June 13, 2013, by Tim Radford
Graceful Chameleon (Chamaeleo gracilis)
Image: Paul Freed
For immediate release Work by 100 scientists over five years reveal that more than half the species studied are in danger because of a warming planet. LONDON, 13 June – Climate change doesn’t just threaten species that are already vulnerable – it could have alarming consequences for a huge range of birds, corals and amphibians that no-one had considered in danger of extinction before, according to a new study. Wendy Foden of the International Union for the Conservation of Nature’s global species programme and colleagues examined the findings of 100 scientists over the last five years and looked for the biological and ecological characteristics that might make an animal more or less sensitive or adaptable to climate change. Many of the planet’s birds, corals and amphibians are already threatened with extinction, often because of unsustainable logging, the growth of agriculture and so on, and climate change is likely to make their plight even more precarious. But unexpectedly, the authors report in the journal PLOS One – the Public Library of Science – that they also found that 83% of the birds, 66% of the amphibians and 70% of the corals highly vulnerable to climate change, are not, right now, considered to be in need of conservation measures. Alarming surprises The study focused on the three taxonomic groups because all three have been well studied – naturalists have described 9,856 species of bird; 6204 species of amphibian and 797 reef building corals and the fact that they can be numbered so precisely is an indicator of the attention paid to these groups – and because they contain creatures that dwell on land, in freshwater and in the oceans: the three great “biomes” or homes for life. “The findings reveal alarming surprises,” said Foden. “We hadn’t expected that so many species and areas that were not previously considered to be of concern would emerge as highly vulnerable to climate change. “Clearly, if we simply carry on with conservation as usual, without taking climate change into account, we’ll fail to help many of the species and areas that need it most.” Her IUCN colleague and co-author Jean-Christophe Vié called the research “a leap forward” for conservation. Besides providing a clearer picture of the challenge, he said “we now also know the biological characteristics that create their climate change ‘weak points’. This gives us an enormous advantage in meeting their conservation needs.” Resources disappear That climate change due to human-induced greenhouse greenhouse gas emissions presents a threat to other species is not of itself news: Climate Network News stories have almost every month highlighted hazards to humans and mammals, to figs and fig wasps, to species caught in swiftly-moving climate zones, and to those sub-Arctic plants and animals that actually depend on snowfall to offer some sort of stable cover for the winter. But there has always been a tacit assumption that the first victims of changing climate would be among those species already at risk: the IUCN’s Red List number 20,000 of these. The new maps of areas at risk now suggest that the problems of conservation extend much wider. The Amazon region hosts the highest concentrations of vulnerable birds and amphibians, and the “coral triangle” of the central Indo-West Pacific is home to the highest numbers of vulnerable corals. A separate study of the so-called Albertine Rift – the western part of East Africa’s Great Rift Valley – has already listed plants and animals most likely to decline because of climate change: these include 33 plants used for fuel, construction, food and medicine and 19 species of freshwater fish and 24 mammals used by humans as sources of food. Jamie Carr of the IUCN said “This is particularly important for the poorest and most marginalised communities who rely most directly on wild species to meet their basic needs.” – Climate News Network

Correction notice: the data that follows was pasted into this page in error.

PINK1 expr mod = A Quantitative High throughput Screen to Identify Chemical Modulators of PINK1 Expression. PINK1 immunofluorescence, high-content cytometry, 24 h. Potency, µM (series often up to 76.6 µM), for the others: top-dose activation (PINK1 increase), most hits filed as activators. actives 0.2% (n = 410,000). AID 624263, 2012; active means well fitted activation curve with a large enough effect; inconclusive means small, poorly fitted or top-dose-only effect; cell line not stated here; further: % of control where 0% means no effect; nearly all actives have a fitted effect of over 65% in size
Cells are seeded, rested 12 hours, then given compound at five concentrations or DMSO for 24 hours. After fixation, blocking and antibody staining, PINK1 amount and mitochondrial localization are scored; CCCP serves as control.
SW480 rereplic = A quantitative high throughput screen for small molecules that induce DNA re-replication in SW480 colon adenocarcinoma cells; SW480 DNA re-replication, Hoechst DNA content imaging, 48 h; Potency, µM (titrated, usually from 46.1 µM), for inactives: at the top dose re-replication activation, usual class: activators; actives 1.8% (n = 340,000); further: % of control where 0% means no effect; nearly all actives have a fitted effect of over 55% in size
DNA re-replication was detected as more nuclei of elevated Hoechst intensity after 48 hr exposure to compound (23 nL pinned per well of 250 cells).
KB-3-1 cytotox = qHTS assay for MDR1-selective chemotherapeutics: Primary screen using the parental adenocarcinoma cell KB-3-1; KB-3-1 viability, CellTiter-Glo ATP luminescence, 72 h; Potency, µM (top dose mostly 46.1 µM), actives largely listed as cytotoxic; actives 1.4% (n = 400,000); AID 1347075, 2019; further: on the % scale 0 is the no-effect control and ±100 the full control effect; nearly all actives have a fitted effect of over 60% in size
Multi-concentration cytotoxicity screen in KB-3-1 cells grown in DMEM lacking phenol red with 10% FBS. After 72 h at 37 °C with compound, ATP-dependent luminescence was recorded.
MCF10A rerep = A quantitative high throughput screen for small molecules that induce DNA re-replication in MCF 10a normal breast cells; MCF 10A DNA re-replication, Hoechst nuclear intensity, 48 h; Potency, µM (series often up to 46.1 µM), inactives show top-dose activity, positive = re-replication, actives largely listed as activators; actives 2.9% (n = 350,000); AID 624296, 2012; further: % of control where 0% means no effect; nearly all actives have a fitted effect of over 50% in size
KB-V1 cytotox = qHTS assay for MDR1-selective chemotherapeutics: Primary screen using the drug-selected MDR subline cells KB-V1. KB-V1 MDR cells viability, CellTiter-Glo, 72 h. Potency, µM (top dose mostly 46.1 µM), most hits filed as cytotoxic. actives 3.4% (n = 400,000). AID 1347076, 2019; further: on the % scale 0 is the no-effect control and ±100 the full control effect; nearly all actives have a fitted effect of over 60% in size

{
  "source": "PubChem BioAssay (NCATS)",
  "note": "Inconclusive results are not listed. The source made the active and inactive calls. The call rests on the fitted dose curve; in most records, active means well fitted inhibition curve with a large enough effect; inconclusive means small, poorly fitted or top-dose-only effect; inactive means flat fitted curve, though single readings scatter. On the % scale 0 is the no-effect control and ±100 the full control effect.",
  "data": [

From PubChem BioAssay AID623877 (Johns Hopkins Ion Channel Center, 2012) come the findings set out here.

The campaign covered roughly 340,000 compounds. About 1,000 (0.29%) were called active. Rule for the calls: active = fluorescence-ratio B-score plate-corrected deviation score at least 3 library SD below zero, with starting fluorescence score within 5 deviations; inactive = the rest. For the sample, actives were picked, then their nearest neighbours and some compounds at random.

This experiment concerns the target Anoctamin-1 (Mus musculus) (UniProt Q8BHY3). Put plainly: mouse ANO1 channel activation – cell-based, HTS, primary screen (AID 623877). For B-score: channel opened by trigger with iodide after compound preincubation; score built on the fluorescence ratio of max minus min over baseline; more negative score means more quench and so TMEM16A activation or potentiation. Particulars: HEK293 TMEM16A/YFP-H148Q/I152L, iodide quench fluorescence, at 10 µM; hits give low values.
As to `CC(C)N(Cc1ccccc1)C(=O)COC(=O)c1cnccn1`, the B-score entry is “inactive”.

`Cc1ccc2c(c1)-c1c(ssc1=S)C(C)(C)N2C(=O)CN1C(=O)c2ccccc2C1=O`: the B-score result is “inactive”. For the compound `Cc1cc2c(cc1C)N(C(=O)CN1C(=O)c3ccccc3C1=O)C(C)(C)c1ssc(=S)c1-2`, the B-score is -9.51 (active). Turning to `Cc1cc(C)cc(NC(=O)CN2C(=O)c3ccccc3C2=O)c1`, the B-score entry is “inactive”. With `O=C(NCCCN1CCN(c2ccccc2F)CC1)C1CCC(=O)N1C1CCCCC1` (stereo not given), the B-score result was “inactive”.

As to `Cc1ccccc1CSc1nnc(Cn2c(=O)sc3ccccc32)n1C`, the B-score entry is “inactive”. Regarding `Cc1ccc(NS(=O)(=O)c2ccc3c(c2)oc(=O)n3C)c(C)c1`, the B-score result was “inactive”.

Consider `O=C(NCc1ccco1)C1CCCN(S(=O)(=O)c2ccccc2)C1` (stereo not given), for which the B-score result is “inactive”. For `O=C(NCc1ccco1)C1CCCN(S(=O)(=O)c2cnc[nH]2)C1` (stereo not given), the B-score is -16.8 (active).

Tim Radford, a founding editor of Climate News Network, worked for The Guardian for 32 years, for most of that time as science editor. He has been covering climate change since 1988.